[Ealge with Flag]

In January, 1776 Maryland resolved to raise a battalion for the defense of that Province.  William Smallwood was appointed to be Colonel of the battalion.  Three companies from Baltimore and six companies from Annapolis were combined to form the battalion.  It was organized as eight battalion companies and one light infantry company.

The first company organized was the Baltimore Independent Cadets formed in December, 1774 under Captain Mordecai Gist.  The Cadets adopted for their uniform a red coat, turned up with buff, with yellow metal buttons.  This dress was also adopted for the other Baltimore companies; and this distinctive uniform is shown on three of the figures in our illustration.

A service dress consisting of a hunting shirt was adopted for the Maryland troops in January, 1776 and this uniform is also shown in our plate.

The battalion was assigned to the brigade of William Alexander, Lord Sterling, along with the Delaware Battalion of Colonel John Haslet.  This was the start of a close association between the troops from Maryland and Delaware that was to last through the entire war.  Smallwood's men were in action first at the Battle of Long Island and won great praise for their repeated charges against the British forces.  They were largely responsible for the successful withdrawal of the American forces across Gowanu Creek to the main forces in Brooklyn.  The many battle honors earned by this battalion are now carried by the 175th Infantry Regiment (Firth Maryland) Maryland Army National Guard.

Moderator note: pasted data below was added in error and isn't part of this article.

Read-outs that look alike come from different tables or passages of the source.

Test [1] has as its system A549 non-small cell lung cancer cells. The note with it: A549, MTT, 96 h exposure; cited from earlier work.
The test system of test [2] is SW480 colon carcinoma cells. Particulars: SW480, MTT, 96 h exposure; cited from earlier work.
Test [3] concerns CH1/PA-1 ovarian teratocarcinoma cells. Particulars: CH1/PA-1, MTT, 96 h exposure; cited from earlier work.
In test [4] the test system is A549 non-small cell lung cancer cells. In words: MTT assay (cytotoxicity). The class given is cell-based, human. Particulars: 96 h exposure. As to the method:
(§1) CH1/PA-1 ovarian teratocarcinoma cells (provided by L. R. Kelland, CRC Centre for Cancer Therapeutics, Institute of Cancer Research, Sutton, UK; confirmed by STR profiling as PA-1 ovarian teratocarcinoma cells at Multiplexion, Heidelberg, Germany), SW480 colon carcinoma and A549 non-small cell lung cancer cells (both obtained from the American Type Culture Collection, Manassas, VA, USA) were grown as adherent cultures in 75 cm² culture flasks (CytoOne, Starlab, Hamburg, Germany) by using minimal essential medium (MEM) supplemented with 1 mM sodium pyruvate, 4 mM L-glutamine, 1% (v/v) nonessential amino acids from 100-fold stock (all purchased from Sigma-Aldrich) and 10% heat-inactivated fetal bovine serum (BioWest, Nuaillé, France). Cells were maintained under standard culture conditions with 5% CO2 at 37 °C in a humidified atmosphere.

[REFERENCES: The Regimental Colors of the 175th Infantry (Fifth Maryland). Harold R. Manakee. The Delaware Continentals, 1776-1783.  Christopher L. Ward. "Military Dress in Maryland". Military Collector and Historian.  Anne S. K. Brown.]

Privates in Field and Parade Dress
Smallwood's Maryland Regiment

Smallwood's Maryland Regiment
[SOURCE: The American Revolution, 1775-1783. Paintings by Jean Leffel,  based upon illustrations of H. A. Ogden and Lt. Charles M. Lefferts.  Photolithos printed Zurich, Switzerland.  Historical descriptions by Harry W. Barker, Jr. ]

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